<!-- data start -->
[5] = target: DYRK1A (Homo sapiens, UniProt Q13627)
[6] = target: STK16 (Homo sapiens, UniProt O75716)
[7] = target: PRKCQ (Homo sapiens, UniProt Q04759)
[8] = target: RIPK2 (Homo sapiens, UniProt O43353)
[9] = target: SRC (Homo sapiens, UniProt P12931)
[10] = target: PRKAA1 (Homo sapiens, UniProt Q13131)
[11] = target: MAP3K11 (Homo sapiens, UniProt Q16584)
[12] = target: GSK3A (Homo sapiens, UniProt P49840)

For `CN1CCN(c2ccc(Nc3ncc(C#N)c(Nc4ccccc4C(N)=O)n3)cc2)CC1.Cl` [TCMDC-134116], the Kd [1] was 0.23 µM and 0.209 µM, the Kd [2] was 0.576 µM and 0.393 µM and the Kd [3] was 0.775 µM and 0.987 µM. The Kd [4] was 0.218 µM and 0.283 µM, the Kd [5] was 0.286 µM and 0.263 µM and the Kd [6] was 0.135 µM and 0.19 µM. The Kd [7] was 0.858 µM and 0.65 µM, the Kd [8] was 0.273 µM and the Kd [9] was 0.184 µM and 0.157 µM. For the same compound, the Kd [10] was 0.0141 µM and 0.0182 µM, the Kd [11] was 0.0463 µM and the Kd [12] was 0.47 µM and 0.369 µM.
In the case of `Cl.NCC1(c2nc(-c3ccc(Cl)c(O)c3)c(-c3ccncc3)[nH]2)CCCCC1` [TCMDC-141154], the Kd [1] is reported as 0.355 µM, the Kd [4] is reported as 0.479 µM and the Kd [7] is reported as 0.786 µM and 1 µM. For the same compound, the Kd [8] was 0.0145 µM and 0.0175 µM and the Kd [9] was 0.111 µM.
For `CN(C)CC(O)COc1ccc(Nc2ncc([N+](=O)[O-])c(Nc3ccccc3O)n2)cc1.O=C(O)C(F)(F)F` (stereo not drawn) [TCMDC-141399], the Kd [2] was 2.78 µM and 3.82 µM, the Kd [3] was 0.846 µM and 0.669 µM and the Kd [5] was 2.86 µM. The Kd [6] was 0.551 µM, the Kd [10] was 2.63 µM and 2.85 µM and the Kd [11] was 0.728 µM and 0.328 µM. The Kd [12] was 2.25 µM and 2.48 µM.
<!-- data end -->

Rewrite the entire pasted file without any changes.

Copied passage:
[5] = target: DYRK1A (Homo sapiens, UniProt Q13627)
[6] = target: STK16 (Homo sapiens, UniProt O75716)
[7] = target: PRKCQ (Homo sapiens, UniProt Q04759)
[8] = target: RIPK2 (Homo sapiens, UniProt O43353)
[9] = target: SRC (Homo sapiens, UniProt P12931)
[10] = target: PRKAA1 (Homo sapiens, UniProt Q13131)
[11] = target: MAP3K11 (Homo sapiens, UniProt Q16584)
[12] = target: GSK3A (Homo sapiens, UniProt P49840)

For `CN1CCN(c2ccc(Nc3ncc(C#N)c(Nc4ccccc4C(N)=O)n3)cc2)CC1.Cl` [TCMDC-134116], the Kd [1] was 0.23 µM and 0.209 µM, the Kd [2] was 0.576 µM and 0.393 µM and the Kd [3] was 0.775 µM and 0.987 µM. The Kd [4] was 0.218 µM and 0.283 µM, the Kd [5] was 0.286 µM and 0.263 µM and the Kd [6] was 0.135 µM and 0.19 µM. The Kd [7] was 0.858 µM and 0.65 µM, the Kd [8] was 0.273 µM and the Kd [9] was 0.184 µM and 0.157 µM. For the same compound, the Kd [10] was 0.0141 µM and 0.0182 µM, the Kd [11] was 0.0463 µM and the Kd [12] was 0.47 µM and 0.369 µM.
In the case of `Cl.NCC1(c2nc(-c3ccc(Cl)c(O)c3)c(-c3ccncc3)[nH]2)CCCCC1` [TCMDC-141154], the Kd [1] is reported as 0.355 µM, the Kd [4] is reported as 0.479 µM and the Kd [7] is reported as 0.786 µM and 1 µM. For the same compound, the Kd [8] was 0.0145 µM and 0.0175 µM and the Kd [9] was 0.111 µM.
For `CN(C)CC(O)COc1ccc(Nc2ncc([N+](=O)[O-])c(Nc3ccccc3O)n2)cc1.O=C(O)C(F)(F)F` (stereo not drawn) [TCMDC-141399], the Kd [2] was 2.78 µM and 3.82 µM, the Kd [3] was 0.846 µM and 0.669 µM and the Kd [5] was 2.86 µM. The Kd [6] was 0.551 µM, the Kd [10] was 2.63 µM and 2.85 µM and the Kd [11] was 0.728 µM and 0.328 µM. The Kd [12] was 2.25 µM and 2.48 µM.